Managing Career Transitions with Confidence and Resilience

Making savvy career moves can significantly increase your income and improve your job satisfaction. That’s because the average performance-based pay raise is around 3%, while earnings can increase 10 to 20% when jumping ship to a new company.

However, if you’re eyeing up a career move, you may find that the uncertainty of starting a new role takes the wind out of your sails. This is entirely understandable, as leaving for greener pastures can backfire if you fail to research a position properly before signing on the dotted line.

Rather than letting fear of the unknown rule your professional life, take a confident, resilient approach when managing career transitions. This will help you overcome speed bumps when settling in and will ensure you put your best self forward when interviewing for a new position.

Financial Stability

In an ideal world, you should be in a financially secure position before you start making bold career moves. This is particularly important if you’re a more mature employee, as you’ll have more to lose and less time to recover should something go wrong. Rather than fretting about financial concerns, achieve stability during career volatility by:

  • Income Streams: Review your income streams and use tech such as banking apps to better understand where your money is coming from. This can help you reassess risky investments and improve your stability.
  • Lifestyle Inflation: Create a budget and figure out how rising prices are squeezing your income. This is crucial if you’re approaching retirement or are looking at a period of unemployment.
  • Maximize Contributions: Securing your retirement funds should be a priority. Maximize your retirement contributions when you’re in a stable position to reduce financial stress when making a switch.

If you’re thinking of making a career change and already earn a good salary, consider speaking to a financial advisor. These professionals can help protect you against any risk involved with a change in your earning prospects. This can support your mental health by reducing your stress and alleviating fears related to income.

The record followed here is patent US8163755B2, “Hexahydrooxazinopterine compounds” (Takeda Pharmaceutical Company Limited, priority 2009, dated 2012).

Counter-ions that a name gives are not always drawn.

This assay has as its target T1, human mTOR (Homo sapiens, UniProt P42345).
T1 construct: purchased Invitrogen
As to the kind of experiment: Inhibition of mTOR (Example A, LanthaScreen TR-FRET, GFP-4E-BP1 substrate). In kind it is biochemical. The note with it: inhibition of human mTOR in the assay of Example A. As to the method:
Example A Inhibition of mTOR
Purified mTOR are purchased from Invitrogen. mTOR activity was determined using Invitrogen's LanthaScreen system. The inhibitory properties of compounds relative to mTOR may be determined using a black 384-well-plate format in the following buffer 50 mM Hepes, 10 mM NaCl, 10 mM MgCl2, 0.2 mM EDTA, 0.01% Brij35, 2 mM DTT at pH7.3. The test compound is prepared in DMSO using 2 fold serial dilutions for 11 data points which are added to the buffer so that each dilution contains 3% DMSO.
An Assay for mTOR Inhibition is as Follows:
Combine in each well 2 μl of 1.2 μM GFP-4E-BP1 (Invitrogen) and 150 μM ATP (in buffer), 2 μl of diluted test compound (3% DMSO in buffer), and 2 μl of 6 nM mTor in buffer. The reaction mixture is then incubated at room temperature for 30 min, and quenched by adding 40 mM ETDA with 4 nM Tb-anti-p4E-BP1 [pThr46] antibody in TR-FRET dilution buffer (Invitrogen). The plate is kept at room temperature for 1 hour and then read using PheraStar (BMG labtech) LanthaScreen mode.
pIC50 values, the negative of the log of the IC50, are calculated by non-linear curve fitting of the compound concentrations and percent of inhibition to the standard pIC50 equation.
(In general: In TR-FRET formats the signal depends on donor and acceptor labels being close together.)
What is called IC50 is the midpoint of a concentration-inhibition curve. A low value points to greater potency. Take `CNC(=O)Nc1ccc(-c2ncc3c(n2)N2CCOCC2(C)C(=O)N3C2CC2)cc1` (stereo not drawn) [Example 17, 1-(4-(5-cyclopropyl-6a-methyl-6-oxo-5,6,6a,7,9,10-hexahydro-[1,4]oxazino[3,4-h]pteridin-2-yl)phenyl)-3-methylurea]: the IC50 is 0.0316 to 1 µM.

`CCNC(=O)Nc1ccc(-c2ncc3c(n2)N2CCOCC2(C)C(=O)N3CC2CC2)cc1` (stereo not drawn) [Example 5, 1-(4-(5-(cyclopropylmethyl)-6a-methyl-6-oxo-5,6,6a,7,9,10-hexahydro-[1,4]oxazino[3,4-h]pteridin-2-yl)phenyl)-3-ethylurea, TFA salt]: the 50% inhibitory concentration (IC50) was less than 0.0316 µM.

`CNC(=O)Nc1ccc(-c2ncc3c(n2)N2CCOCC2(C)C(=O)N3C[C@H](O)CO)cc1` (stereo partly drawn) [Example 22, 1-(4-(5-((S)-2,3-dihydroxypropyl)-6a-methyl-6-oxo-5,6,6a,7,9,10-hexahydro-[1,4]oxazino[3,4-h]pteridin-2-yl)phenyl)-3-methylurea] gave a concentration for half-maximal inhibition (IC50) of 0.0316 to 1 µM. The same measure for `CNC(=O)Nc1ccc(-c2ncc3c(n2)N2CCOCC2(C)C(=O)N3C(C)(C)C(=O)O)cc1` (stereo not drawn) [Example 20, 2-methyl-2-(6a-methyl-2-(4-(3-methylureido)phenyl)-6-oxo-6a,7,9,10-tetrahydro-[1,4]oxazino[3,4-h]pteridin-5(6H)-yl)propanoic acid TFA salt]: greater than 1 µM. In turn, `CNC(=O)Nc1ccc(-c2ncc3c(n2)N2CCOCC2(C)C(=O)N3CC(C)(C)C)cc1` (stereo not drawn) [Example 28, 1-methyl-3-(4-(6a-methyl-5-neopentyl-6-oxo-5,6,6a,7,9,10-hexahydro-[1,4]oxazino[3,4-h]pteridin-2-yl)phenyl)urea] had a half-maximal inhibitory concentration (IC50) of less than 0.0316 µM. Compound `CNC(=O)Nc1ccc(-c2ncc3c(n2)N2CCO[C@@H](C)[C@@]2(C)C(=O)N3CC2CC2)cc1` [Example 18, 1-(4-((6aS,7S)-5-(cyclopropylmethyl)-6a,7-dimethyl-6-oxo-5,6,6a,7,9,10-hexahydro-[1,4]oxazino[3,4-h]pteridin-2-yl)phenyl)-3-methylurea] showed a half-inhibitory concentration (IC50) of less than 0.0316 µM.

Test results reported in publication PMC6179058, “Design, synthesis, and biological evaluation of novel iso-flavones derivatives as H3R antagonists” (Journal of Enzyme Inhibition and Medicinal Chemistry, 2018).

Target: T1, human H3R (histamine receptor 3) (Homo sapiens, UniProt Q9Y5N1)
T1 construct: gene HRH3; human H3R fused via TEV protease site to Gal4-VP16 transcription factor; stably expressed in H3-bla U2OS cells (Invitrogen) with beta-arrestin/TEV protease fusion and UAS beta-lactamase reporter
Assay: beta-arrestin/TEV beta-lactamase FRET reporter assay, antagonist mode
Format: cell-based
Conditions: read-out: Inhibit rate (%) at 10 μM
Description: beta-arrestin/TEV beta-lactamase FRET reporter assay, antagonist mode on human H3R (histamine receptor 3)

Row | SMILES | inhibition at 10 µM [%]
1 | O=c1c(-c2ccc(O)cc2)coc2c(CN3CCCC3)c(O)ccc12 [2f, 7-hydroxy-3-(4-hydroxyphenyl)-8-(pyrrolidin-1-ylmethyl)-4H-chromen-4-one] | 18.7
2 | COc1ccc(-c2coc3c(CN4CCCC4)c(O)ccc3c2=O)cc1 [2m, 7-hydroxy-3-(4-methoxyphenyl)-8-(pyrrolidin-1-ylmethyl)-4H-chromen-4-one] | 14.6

Mental Health Checklist

It’s easy to overlook the importance of mental health when making bold career moves. However, if you want to get the most out of a promotion or pay rise, you need to protect your emotional and psychological well-being.

Start by making a few simple changes to increase your self-efficacy when applying for new roles. Begin each day with a few self-affirmations that build your confidence and improve your self-image. This will help you recognize your skills and talents and may help you sustain healthier relationships with those around you.

Try to improve your assertiveness when making career moves. Learning to be more assertive is key to raising your self-esteem, as saying “no” improves your self-respect and helps you advocate for your own needs. This is crucial when seeking career progression, as decision-makers are far more likely to offer promotions to you if you believe in yourself and your abilities.

Leaving Your Current Role

Leaving a position for a new role is always a little awkward. However, this shouldn’t dissuade you from seeking greener pastures. As a talented employee, it’s your right to put your own needs first and give your two weeks’ notice when you’re ready to move on.

Make the transition a little easier by preparing for your exit interview before your final days arrive. This is crucial if you want to keep your professional connections intact when leaving. Preparing for awkward conversations helps you navigate the move with grace and poise. Common exit interview questions to prepare for include:

  • Why are you leaving the company?
  • What is this firm doing well/where could we improve?
  • How did this position align with your expectations? How could we have better supported you?

These questions are productive for you and the company you’re leaving. Answering these questions honestly and with grace can improve your standing with the firm and increase your odds of making a successful return to the business at a later date. Just be aware that some managers may use the exit interview to turn the screw or make the transition awkward. Be prepared to decline to answer questions like:

  • What do you think of “colleague x” and their performance?
  • Is there anything we can do to keep you?
  • Are you leaving due to a personal conflict or issue?

These questions are unprofessional and upsetting. Simply declining to comment is perfectly acceptable and will reflect well on you. Do not get into gossip and avoid the temptation to speak ill of any particular team member. This will preserve your professional integrity and help you focus on the exciting opportunities that lie ahead.


Leaving your current job can be a stressful experience. You’re in limbo while waiting to start your new role and may be worried about your financial position until your first paycheck comes in. Make the process easier by taking care of your financial position and intentionally boosting your self-esteem. This will help you navigate the transition with a more resilient, optimistic mindset and will serve you well when you start your new role.

Featured image by Unsplash

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